Here, we demonstrate that the combination of GM-CSF/SCF is the most potent enhancer to expand and differentiate functional MDSCs from human cord blood compared to G-CSF/SCF or M-CSF/SCF. We further show that adoptive transfer of CB-derived MDSCs ameliorate GVHD in a xenogeneic NSG mouse model.

Materials and Methods

Subjects and Isolation of Cells With the MACS System

The use of human peripheral blood mononuclear cells (PBMCs) and human umbilical cord blood (CB) were approved by the institutional review board of the College of Medicine, Catholic University of Korea, Seoul, Republic of Korea, respectively (permit No. MC16SNSI0001, MC15TISE0023, MC17TNSI0002). Human peripheral blood samples were obtained from healthy donors, and mononuclear cells were isolated by Ficoll-Hypaque (Amersham Pharmacia Biotech Inc., Piscataway, NJ, USA) density gradient centrifugation. After density separation, CD14+ monocytes and CD4+ T cells were isolated with the magnetic cell-sorting (MACS) system (Miltenyi Biotec, Bergisch Gladbach, Germany), using anti-CD14 and anti-CD4 antibodies, respectively, conjugated to magnetic MicroBeads (Miltenyi Biotec) according to the manufacturer's instructions.

Generation of Human MDSCs

Human CB was provided from the Catholic Hematopoietic Stem Cell Bank after written informed consent given by normal full-term pregnant women. For MDSCs generation, isolated CD34+ cells (Miltenyi Biotec, Bergisch Gladbach, Germany) were cultured in a 48-well plate (BD Falcon, Bedford, MA) at 1 × 105 cells/ well with 1 ml of IMDM containing 10% FBS (Gibco, Grand Island, NY, United States), 10% penicillin–streptomycin (100 U/ml; Lonza Walkersville, MD, United States), 2 mM L-glutamine (Lonza Walkersville) (10% complete medium), 100 ng/ml human GM-CSF (300–03, PeproTech, Rocky Hill, NJ, United States), 100 ng/ml human G-CSF (300–23, PeproTech), or 100 ng/ml human M-CSF (300–25, PeproTech) and 50 ng/ml human SCF (300–07, PeproTech). After incubation for 7 days, the cells were removed from the 48 well plate and centrifuged at 1,300 rpm for 5 min. After one wash with serum free IMDM, the cells were cultured for 2 weeks and media was changed every 7 days. From weeks 4–6, the cells were cultured at a higher density (5 × 105 cells/well). Media was changed every 7 days throughout 6 weeks of the culture.

Production of HCMV pp65 mRNA by in vitro Transcription

The sequences encoding full-length pp65 were cloned into the pcDNA3 vector (Invitrogen, Grand Island, NY, United States). The pcDNA3-pp65 were linearized with Sma I restriction enzyme and purified using phenol/chloroform extraction and ethanol precipitation. In vitro transcription of recombinant pp65 from the linearized plasmids was conducted by using T7 RNA polymerase of Ambion mRNA T7 Ultra Kit (Life Technologies) according to the manufacturer's instructions.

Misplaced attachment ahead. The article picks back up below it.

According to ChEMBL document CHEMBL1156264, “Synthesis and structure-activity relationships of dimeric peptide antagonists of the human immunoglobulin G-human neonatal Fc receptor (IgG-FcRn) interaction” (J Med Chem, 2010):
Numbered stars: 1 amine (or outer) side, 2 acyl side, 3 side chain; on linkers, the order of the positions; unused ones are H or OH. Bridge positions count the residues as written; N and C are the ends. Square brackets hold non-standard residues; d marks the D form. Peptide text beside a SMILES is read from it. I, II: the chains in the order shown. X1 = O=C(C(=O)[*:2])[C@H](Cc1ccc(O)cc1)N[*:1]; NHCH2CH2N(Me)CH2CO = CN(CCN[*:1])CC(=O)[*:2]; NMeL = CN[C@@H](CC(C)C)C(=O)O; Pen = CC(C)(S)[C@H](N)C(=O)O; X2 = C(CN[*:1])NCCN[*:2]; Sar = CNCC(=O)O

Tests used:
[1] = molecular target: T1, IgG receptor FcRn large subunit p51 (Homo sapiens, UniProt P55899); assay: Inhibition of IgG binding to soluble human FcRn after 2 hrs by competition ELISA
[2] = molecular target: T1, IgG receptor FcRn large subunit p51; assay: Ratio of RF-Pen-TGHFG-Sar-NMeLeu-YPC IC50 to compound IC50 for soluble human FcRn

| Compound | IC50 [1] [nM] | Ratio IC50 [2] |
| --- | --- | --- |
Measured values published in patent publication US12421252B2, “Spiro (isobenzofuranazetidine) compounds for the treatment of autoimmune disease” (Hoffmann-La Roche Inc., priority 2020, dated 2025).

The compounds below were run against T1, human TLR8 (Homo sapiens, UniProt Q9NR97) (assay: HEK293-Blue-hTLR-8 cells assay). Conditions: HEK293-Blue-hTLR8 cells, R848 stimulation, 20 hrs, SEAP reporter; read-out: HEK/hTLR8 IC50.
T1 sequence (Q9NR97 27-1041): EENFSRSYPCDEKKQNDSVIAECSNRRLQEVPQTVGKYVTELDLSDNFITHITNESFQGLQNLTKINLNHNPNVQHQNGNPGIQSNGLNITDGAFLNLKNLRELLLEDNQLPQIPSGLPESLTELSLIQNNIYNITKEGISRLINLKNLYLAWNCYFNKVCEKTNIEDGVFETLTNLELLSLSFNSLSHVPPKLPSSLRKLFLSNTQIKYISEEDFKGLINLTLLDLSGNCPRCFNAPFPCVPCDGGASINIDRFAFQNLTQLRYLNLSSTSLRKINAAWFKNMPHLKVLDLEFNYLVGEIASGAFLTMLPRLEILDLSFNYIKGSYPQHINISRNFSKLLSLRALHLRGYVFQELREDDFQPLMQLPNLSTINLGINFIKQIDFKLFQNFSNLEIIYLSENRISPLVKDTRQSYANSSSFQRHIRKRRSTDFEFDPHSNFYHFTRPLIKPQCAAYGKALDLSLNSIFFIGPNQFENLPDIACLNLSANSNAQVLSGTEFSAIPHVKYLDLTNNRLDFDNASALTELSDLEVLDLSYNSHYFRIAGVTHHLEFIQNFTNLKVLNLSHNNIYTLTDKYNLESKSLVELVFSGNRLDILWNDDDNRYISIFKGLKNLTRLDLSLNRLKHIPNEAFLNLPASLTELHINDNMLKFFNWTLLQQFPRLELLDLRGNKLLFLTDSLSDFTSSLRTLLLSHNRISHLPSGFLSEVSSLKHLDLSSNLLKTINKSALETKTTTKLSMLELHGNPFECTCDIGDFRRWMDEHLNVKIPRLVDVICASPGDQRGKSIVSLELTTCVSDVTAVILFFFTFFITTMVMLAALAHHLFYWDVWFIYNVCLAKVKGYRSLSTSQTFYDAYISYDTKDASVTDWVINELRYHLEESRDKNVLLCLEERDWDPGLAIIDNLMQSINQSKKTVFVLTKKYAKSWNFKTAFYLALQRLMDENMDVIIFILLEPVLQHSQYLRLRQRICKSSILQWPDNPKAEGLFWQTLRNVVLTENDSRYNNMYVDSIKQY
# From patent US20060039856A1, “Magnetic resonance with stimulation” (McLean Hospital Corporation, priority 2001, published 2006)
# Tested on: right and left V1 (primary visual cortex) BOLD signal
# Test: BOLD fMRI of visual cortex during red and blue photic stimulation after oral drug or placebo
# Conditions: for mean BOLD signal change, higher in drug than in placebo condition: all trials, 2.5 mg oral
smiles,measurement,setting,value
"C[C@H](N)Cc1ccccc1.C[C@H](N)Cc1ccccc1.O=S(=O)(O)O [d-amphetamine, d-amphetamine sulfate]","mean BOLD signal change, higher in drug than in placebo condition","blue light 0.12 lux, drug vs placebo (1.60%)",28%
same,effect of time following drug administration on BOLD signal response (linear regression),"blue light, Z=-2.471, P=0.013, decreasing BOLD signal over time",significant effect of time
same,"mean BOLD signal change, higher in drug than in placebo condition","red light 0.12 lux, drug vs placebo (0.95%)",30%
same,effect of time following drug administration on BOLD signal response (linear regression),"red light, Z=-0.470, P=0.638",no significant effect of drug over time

Generation of Monocyte Derived DCs and pp65 mRNA Electroporation

Immature DCs (iDCs) were generated from CD14+ monocytes of human PBMCs by culturing them with the CD14+ cells were cultured with human GM-CSF (100 ng/ml; PeproTech) and IL-4 (100 ng/ml; PeproTech) in 10% complete RPMI 1640 medium (Lonza Walkersville) for 6 days. Media was changed every 2 days. On day 6, 5 × 106 iDCs were resuspended with 200 μl OptiMEM without phenol red (Invitrogen Life Technologies, Grand Island, NY). The cells were transfected with 20 μg pp65 mRNA to a 2 mm cuvette with a single wave pulse (300 V and 500 μs) by using a Gene pulser (BTX, San Diego, CA). The electroporated iDCs were matured at 1 × 106 cells/ml in 37°C, 5% CO2 for 24 h using a maturation cocktail containing 100 ng/mL IL-4, 100 ng/mL GM-CSF, 10 ng/mL TNF-α (PeproTech), 10 ng/mL IL-6 (PeproTech), and 10 ng/mL IL-1β (PeproTech).

Flow Cytometric Analysis

All samples were incubated with anti-CD16/CD32 to block Fc receptor binding on ice for 20 min and then stained with the indicated anti-human antibodies. The expression of MDSCs was assessed by staining with monoclonal antibodies specific for surface markers including CD33, CD11b, HLA-DR, CD14, CD15, CD11c, CD13, HLA-ABC, CD45, CD40, CD80, CD86, CD83, PDL-1, CCR2, CCR5, CCR7, CD62L, E-Cadherin, CXCR4, and ICAM-1 (Supplemental Table 1)

For intracellular staining of pStat, pAkt and pmTOR, the MDSCs were lysed and fixed using BD Phosflow Lyse/Fix buffer for 10 min at 37°C. Cells were then permeabilized in BD Phosflow Perm Buffer III on ice for 30 min. For intracellular staining of iNOS, IDO, arginase 1, MPO, and FoxP3 (For Treg analysis, anti-human CD4 PerCP-Cy5.5 and anti-human CD25 APC were already stained), the MDSCs were fixed in BD Cytofix buffer and then permeabilized in BD Cytoperm buffer. Cells were then washed twice in the stain buffer and stained on ice for 30 min with monoclonal antibodies specific for pStat1, pStat3, pStat6, pAkt, pmTOR, iNOS, IDO, arginase 1, MPO, FoxP3 (Supplemental Table 1). The compensation bead (UltraComp eBeads Catalog No. 01-2222, Invitrogen) were used to avoid the spillover of fluorescence conjugated antibodies. All samples were acquired on a BD LSR Fortessa and then analyzed using FlowJo 9.2.1.

Cell Sorting

Cells cultured with GM-CSF/SCF were harvested at 3 weeks post culture and stained with anti-human CD33-FITC antibody and anti-human CD11b-PE antibody. CD33+ CD11b+ and CD33+ CD11b were sorted by a FACS Aria sorter (BD Biosciences).